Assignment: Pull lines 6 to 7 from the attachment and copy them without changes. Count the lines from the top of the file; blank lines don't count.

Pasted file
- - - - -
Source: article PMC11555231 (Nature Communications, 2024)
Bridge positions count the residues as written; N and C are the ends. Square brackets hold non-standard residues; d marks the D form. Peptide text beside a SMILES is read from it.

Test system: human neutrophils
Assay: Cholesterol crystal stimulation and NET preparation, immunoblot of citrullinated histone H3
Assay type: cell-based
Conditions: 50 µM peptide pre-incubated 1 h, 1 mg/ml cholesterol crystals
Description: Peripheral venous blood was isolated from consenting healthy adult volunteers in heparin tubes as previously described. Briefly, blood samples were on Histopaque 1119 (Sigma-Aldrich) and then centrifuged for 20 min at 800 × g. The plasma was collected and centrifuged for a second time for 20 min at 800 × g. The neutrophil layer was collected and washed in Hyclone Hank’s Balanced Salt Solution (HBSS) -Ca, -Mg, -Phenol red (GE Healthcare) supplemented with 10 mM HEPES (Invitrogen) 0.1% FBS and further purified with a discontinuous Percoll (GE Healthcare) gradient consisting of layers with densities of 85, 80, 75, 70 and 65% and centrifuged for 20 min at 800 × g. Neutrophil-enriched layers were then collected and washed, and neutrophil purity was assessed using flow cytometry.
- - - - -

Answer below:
Conditions: 50 µM peptide pre-incubated 1 h, 1 mg/ml cholesterol crystals
Description: Peripheral venous blood was isolated from consenting healthy adult volunteers in heparin tubes as previously described. Briefly, blood samples were on Histopaque 1119 (Sigma-Aldrich) and then centrifuged for 20 min at 800 × g. The plasma was collected and centrifuged for a second time for 20 min at 800 × g. The neutrophil layer was collected and washed in Hyclone Hank’s Balanced Salt Solution (HBSS) -Ca, -Mg, -Phenol red (GE Healthcare) supplemented with 10 mM HEPES (Invitrogen) 0.1% FBS and further purified with a discontinuous Percoll (GE Healthcare) gradient consisting of layers with densities of 85, 80, 75, 70 and 65% and centrifuged for 20 min at 800 × g. Neutrophil-enriched layers were then collected and washed, and neutrophil purity was assessed using flow cytometry.